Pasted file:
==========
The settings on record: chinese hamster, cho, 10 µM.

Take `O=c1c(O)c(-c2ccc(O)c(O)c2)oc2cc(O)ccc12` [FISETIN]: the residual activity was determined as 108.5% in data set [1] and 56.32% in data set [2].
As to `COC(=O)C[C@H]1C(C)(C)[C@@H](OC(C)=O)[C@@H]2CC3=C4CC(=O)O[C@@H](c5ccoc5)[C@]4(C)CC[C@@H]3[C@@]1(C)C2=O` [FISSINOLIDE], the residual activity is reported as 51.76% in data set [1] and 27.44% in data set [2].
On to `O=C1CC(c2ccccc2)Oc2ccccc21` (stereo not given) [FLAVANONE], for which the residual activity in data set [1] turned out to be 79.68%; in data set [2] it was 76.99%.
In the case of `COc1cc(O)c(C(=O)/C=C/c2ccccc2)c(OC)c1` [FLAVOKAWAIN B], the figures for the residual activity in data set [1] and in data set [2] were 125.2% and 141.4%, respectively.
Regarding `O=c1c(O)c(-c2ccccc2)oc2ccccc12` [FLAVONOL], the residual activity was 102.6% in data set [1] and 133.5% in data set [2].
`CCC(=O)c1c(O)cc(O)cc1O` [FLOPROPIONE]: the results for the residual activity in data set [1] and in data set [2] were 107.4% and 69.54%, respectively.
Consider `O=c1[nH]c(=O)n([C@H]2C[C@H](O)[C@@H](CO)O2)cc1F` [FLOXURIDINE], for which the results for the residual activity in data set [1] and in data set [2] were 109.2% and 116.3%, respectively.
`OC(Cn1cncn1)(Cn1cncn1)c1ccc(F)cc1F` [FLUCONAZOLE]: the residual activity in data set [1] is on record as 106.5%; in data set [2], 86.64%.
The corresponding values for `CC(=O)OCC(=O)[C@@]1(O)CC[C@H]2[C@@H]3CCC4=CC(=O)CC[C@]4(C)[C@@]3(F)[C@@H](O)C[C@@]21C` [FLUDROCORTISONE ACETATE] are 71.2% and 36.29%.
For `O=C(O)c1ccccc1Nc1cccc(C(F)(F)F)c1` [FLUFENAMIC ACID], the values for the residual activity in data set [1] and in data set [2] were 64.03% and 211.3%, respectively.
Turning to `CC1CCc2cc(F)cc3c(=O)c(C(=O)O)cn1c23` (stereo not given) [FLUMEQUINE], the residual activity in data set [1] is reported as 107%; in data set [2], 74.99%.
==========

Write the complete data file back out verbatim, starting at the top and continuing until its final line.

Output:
The settings on record: chinese hamster, cho, 10 µM.

Take `O=c1c(O)c(-c2ccc(O)c(O)c2)oc2cc(O)ccc12` [FISETIN]: the residual activity was determined as 108.5% in data set [1] and 56.32% in data set [2].
As to `COC(=O)C[C@H]1C(C)(C)[C@@H](OC(C)=O)[C@@H]2CC3=C4CC(=O)O[C@@H](c5ccoc5)[C@]4(C)CC[C@@H]3[C@@]1(C)C2=O` [FISSINOLIDE], the residual activity is reported as 51.76% in data set [1] and 27.44% in data set [2].
On to `O=C1CC(c2ccccc2)Oc2ccccc21` (stereo not given) [FLAVANONE], for which the residual activity in data set [1] turned out to be 79.68%; in data set [2] it was 76.99%.
In the case of `COc1cc(O)c(C(=O)/C=C/c2ccccc2)c(OC)c1` [FLAVOKAWAIN B], the figures for the residual activity in data set [1] and in data set [2] were 125.2% and 141.4%, respectively.
Regarding `O=c1c(O)c(-c2ccccc2)oc2ccccc12` [FLAVONOL], the residual activity was 102.6% in data set [1] and 133.5% in data set [2].
`CCC(=O)c1c(O)cc(O)cc1O` [FLOPROPIONE]: the results for the residual activity in data set [1] and in data set [2] were 107.4% and 69.54%, respectively.
Consider `O=c1[nH]c(=O)n([C@H]2C[C@H](O)[C@@H](CO)O2)cc1F` [FLOXURIDINE], for which the results for the residual activity in data set [1] and in data set [2] were 109.2% and 116.3%, respectively.
`OC(Cn1cncn1)(Cn1cncn1)c1ccc(F)cc1F` [FLUCONAZOLE]: the residual activity in data set [1] is on record as 106.5%; in data set [2], 86.64%.
The corresponding values for `CC(=O)OCC(=O)[C@@]1(O)CC[C@H]2[C@@H]3CCC4=CC(=O)CC[C@]4(C)[C@@]3(F)[C@@H](O)C[C@@]21C` [FLUDROCORTISONE ACETATE] are 71.2% and 36.29%.
For `O=C(O)c1ccccc1Nc1cccc(C(F)(F)F)c1` [FLUFENAMIC ACID], the values for the residual activity in data set [1] and in data set [2] were 64.03% and 211.3%, respectively.
Turning to `CC1CCc2cc(F)cc3c(=O)c(C(=O)O)cn1c23` (stereo not given) [FLUMEQUINE], the residual activity in data set [1] is reported as 107%; in data set [2], 74.99%.